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Laudrup ignores Real Madrid link

ESPN staff
February 22, 2013 « Wenger won't quit, but is considering future | Chartbeat test »

Swansea boss Michael Laudrup has refused to be drawn on links with Real Madrid as he prepares for the Capital One Cup final but played down his interest in managing an elite club.

Laudrup, who played for Real for two years in the mid-1990s after leaving Barcelona, has been tipped to take charge at the Bernabeu in the summer after topping a fan poll in the Madrid-based AS newspaper this week.

Ahead of Sunday's meeting with Bradford at Wembley, the Dane said any such speculation is an unwelcome distraction.

"It's not the moment to talk about the future," he told the media. "We're three days away from one of the biggest games in the history of this club, so to speak about other things would be a little ruthless in this moment. So let's focus on the big thing."

The Dane agreed a two-year deal when taking charge at the Liberty Stadium in the summer and his agent said earlier this month that talks were due over an extension.

In a separate interview with BT in his homeland, Laudrup - whose playing career also took in spells with Lazio, Juventus and Ajax - has indicated that he has no particular desire to manage one of the world's elite clubs.

"I do not dream about the top clubs," the former Brondby, Getafe and Mallorca boss said. "It's not important to me. I understand that it's the ultimate goal for coaches who haven't played at the top level. For a Briton, the clear goal is coaching Manchester United, taking over from Sir Alex Ferguson. I can easily understand that, but it's not the life for me."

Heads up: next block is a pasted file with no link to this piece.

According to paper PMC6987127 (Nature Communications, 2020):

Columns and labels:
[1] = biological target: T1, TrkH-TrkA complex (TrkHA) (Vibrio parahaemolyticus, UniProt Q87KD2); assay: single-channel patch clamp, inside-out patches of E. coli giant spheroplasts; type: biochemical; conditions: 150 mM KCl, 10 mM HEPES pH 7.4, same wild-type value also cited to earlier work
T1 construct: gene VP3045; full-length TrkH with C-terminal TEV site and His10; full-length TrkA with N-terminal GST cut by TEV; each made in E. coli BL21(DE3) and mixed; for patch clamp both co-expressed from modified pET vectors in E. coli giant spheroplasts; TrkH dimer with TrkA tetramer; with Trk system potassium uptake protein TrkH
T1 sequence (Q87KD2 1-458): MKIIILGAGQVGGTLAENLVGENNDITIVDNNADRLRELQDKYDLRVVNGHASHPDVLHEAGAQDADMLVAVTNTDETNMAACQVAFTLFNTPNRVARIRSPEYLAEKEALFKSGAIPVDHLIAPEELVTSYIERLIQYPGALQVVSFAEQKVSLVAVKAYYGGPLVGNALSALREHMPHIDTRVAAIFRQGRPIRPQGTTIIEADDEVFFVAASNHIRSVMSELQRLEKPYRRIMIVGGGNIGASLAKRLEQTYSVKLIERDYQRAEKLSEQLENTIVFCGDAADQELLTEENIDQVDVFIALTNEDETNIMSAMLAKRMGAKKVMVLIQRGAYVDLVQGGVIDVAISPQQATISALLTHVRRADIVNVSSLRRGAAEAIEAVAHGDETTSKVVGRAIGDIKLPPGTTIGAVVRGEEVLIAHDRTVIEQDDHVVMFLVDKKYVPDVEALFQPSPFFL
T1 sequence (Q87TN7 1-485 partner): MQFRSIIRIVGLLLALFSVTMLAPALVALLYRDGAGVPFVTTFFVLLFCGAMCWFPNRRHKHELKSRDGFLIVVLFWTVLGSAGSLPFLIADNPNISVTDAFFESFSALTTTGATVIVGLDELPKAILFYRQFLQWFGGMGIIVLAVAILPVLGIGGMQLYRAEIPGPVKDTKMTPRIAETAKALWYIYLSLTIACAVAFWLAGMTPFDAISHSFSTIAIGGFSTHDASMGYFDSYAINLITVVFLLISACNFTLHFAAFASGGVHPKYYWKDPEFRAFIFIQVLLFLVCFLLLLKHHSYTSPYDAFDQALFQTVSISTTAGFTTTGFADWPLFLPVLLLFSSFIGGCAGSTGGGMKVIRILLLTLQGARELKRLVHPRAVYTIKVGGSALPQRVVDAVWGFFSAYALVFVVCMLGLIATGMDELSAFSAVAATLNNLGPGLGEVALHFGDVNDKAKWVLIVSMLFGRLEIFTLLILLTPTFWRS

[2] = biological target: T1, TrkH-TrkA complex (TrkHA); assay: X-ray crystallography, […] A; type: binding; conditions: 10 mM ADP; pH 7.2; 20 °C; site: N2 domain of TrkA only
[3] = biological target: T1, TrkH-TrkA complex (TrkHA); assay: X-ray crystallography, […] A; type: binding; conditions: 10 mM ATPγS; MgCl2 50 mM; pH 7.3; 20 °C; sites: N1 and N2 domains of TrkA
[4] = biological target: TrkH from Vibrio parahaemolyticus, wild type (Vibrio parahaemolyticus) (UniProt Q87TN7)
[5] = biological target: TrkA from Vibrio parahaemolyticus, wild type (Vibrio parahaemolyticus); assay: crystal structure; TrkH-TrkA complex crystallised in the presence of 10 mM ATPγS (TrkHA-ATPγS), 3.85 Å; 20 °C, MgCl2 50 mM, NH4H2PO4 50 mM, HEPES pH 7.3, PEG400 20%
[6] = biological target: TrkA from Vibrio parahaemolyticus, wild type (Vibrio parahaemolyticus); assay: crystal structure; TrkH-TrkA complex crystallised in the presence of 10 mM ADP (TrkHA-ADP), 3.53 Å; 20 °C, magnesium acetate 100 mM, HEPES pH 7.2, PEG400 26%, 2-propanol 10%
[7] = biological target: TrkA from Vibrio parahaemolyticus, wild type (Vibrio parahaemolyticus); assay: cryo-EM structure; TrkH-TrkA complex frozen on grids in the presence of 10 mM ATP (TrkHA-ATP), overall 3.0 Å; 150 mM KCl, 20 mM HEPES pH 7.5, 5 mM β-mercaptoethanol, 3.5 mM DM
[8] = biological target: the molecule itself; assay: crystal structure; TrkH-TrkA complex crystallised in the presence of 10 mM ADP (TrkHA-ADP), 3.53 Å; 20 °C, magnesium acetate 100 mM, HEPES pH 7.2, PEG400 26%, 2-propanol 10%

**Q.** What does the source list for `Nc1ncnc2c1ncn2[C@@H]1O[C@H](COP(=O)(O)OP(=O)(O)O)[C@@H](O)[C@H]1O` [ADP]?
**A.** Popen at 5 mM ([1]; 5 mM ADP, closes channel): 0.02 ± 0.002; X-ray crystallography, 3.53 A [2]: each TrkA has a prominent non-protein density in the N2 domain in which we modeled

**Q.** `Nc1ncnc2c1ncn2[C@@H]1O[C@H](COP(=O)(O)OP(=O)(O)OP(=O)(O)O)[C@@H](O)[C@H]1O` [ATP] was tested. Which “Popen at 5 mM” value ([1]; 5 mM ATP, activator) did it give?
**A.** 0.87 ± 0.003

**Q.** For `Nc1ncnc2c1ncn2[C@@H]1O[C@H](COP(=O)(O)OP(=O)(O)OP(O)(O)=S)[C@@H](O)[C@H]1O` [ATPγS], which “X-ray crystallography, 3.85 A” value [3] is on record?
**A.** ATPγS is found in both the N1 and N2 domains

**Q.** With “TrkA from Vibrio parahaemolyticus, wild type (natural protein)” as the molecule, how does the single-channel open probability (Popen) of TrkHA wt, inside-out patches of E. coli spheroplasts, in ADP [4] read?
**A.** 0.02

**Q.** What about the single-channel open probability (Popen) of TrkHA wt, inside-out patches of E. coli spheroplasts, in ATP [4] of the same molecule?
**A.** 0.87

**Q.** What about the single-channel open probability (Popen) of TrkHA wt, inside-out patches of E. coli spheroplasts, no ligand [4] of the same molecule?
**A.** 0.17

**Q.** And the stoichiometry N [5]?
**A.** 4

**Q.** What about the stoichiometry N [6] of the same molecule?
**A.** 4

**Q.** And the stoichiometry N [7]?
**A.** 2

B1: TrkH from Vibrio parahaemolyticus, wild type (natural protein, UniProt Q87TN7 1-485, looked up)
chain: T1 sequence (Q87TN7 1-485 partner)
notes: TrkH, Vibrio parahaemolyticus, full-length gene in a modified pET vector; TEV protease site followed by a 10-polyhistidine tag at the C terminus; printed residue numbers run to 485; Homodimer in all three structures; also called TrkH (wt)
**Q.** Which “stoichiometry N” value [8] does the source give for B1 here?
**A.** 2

He added in the English media: "I'm just happy to have the chance to be managing in one of the two major leagues in Europe. I'm not from Spain, England, Italy or Germany - I'm just a guy from Denmark."

Laudrup recently played down the significance of the Capital One Cup final, stressing that he had seen it all before as a player and a manager, but he knows success at Wembley would have a significant impact for the Swans.

"Winning a trophy would do a lot [to change the image of Swansea]," he said. "It would mean to go into Europe and that would be fantastic [in terms of] what it gives to the club and to the fans and maybe to the outside as well, as players might want to play in the competition, but what we have already done this season is way beyond what we could expect this season - in a cup final and with 37 points with 11 games to go."

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